AS part of European Heritage Open Day, the Barr brothers are collaborating to bring a little touch of culture Huguenot culture to Carrickmore!
The Barr brothers are certainly following in the Huguenot tradition of their ancestors, with Alan serving as rector here in Sixmilecross and Termonmaguirke parish churches and Tommy working as an artist with his studio in Banbridge, Co Down.
These are two of the professions most associated with those families of French Huguenot refugees who sought refuge here in Ireland during the 17th century.
St. Columbkille’s parish Church, Main Street, Carrickmore, is pleased to be presenting an exhibition of paintings entitled “Un Beau Refuge” by Tommy. These paintings have been drawn from motifs remaining from the lives of the Huguenot refugees who settled in Ireland following Louis XIV revocation of the Edict of Nantes. They formed a small but important part of Ireland’s rich heritage and have left their mark on many aspects of daily life.
The paintings will be presented in this beautiful old church on Saturday, September 11, between 10am and 5pm. Tommy will also give an artist’s talk, starting at midday, which will discuss both the refugees and the exhibition. This will be the ninth showing of these paintings which have previously been exhibited to great acclaim in Ireland, France, Germany, the USA and New Zealand. Tommy is ‘looking forward to the day and the varied conversations he always enjoys with visitors’.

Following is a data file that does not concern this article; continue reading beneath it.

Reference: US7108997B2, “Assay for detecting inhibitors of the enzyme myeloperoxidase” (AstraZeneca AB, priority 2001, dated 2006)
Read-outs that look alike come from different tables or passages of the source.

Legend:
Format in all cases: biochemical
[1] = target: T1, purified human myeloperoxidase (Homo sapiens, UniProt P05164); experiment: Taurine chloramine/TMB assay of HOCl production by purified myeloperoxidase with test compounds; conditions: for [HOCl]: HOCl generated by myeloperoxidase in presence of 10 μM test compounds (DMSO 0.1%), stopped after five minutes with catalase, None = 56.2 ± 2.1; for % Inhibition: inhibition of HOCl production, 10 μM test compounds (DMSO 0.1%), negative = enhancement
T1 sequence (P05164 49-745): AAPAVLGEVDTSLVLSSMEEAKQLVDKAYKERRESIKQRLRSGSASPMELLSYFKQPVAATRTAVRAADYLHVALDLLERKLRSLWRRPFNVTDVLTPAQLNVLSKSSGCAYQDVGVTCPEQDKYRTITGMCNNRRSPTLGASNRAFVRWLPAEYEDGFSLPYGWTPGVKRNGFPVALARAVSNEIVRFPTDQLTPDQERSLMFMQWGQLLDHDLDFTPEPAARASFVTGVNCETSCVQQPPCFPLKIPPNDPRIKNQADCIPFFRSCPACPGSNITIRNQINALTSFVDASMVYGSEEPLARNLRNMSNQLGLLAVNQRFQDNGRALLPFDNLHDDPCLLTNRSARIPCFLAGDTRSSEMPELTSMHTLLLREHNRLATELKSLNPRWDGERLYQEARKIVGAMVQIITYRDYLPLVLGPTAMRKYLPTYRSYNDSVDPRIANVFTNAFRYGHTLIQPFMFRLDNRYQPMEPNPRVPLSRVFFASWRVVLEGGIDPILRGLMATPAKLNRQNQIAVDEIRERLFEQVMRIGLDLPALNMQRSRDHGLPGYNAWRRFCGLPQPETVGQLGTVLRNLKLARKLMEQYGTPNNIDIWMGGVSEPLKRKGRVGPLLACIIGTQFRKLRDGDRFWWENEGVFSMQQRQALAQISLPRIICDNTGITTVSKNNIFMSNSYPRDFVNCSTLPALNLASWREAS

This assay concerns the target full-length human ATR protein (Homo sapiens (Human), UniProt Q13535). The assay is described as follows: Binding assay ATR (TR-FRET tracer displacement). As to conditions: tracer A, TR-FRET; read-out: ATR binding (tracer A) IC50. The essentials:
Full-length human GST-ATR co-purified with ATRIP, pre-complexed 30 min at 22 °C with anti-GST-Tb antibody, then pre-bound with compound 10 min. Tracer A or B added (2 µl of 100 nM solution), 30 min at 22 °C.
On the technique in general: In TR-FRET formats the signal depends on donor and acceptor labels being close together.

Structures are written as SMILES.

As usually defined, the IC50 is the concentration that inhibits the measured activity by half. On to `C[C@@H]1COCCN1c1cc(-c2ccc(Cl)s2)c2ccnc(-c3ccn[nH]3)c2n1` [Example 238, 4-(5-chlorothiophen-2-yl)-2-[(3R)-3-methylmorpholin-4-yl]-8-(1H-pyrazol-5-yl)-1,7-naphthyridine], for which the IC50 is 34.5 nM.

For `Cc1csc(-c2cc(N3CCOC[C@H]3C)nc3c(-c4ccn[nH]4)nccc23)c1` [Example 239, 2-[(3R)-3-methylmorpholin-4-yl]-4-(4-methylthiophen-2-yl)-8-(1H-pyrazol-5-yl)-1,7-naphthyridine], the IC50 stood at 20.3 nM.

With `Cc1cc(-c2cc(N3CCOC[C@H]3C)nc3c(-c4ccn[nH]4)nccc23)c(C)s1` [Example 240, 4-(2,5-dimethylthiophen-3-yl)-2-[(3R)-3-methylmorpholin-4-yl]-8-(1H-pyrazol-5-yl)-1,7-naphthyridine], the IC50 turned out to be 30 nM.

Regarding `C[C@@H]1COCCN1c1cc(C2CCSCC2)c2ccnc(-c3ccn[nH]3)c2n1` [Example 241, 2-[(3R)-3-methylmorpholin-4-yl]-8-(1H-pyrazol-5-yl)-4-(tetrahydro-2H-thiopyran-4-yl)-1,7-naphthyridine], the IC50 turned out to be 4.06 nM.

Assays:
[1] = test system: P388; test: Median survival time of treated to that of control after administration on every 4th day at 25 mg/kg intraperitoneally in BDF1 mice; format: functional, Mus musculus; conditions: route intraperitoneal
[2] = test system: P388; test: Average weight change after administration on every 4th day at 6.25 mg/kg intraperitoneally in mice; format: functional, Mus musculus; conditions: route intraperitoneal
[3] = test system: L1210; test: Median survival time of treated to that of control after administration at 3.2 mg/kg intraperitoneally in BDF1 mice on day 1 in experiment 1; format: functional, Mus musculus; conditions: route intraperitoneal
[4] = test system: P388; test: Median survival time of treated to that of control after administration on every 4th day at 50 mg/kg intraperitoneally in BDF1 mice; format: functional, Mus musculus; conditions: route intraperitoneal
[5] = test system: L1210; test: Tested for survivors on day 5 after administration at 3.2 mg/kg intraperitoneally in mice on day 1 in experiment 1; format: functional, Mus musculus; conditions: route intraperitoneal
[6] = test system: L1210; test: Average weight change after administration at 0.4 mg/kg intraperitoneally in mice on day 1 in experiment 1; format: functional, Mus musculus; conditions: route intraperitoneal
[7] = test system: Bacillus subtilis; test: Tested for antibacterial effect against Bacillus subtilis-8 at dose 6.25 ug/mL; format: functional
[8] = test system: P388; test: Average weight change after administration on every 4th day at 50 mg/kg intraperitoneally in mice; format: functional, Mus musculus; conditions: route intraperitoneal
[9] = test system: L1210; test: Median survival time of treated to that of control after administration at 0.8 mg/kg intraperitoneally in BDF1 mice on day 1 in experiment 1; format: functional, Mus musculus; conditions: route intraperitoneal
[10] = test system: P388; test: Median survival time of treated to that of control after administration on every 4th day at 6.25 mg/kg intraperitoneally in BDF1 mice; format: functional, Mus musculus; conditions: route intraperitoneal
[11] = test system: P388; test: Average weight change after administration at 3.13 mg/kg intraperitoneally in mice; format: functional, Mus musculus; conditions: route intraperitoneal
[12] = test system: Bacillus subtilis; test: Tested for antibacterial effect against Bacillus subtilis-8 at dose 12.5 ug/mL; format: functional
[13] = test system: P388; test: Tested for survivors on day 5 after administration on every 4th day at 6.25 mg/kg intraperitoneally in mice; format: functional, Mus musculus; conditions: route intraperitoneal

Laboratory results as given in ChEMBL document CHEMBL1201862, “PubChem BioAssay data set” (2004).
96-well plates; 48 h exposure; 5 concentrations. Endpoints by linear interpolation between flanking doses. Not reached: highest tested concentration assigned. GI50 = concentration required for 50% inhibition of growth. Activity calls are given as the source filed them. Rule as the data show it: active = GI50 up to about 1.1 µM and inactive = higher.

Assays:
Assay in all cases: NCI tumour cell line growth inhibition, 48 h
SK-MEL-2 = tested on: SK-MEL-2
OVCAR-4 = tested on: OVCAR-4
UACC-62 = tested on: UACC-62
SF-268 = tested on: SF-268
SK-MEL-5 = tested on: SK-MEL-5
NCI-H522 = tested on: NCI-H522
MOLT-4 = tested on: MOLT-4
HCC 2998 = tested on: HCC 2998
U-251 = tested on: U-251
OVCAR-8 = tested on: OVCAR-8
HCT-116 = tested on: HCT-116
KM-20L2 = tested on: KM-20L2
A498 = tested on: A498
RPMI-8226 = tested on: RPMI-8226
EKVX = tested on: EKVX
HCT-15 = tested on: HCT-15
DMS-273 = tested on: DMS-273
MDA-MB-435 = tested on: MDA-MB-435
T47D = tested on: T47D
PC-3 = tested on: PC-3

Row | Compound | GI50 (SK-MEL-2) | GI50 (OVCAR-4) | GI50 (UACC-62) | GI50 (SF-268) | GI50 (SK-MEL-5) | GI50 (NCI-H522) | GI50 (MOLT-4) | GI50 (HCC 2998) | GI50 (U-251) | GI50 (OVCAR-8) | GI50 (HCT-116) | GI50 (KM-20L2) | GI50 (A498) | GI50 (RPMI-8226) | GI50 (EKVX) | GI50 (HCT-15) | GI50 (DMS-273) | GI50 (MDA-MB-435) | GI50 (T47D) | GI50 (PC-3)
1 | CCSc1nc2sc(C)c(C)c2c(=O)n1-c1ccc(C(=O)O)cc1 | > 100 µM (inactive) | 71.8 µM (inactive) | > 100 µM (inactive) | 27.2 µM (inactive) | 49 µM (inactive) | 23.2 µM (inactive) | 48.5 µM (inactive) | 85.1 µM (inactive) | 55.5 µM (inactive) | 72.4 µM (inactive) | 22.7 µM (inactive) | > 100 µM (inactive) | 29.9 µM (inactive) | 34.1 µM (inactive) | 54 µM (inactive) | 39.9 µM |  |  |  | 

This will be the twenty fourth European Heritage Open Day. It will once again celebrate our built heritage with events this year at two hundred and fourteen historic locations across Northern Ireland. The festival has always been about bringing people together to appreciate the heritage and culture right on their doorstep. This year the theme is the celebration of inclusive and diverse heritage with a focus on the exploration of our hidden history. And so, the insight provided into this little part of our history by Tommy’s exhibition makes an important contribution to the festival.
St. Columbkille’s Parish Church was opened in 1792 and is an excellent example of the architecture of the period. Alan believes ‘the themes of inclusion and diversity in this year’s festival align perfectly with the values of the parish and that the church provides a beautiful and very appropriate setting for these particular paintings’.
The European Heritage Open Day events will take place alongside an online programme which will include virtual visits to sites and properties, guided tours and online lectures and talks. Admission is always free and everyone will be most welcome. Details can be found on the heritage web site at www.communities-ni.gov.uk/articles/
european-heritage-open-days. Further examples of Tommy’s art may be viewed at www.tbarr.com and Termonmaguirke Parish Church’s web site is www.sixmilecross.armagh.anglican.org.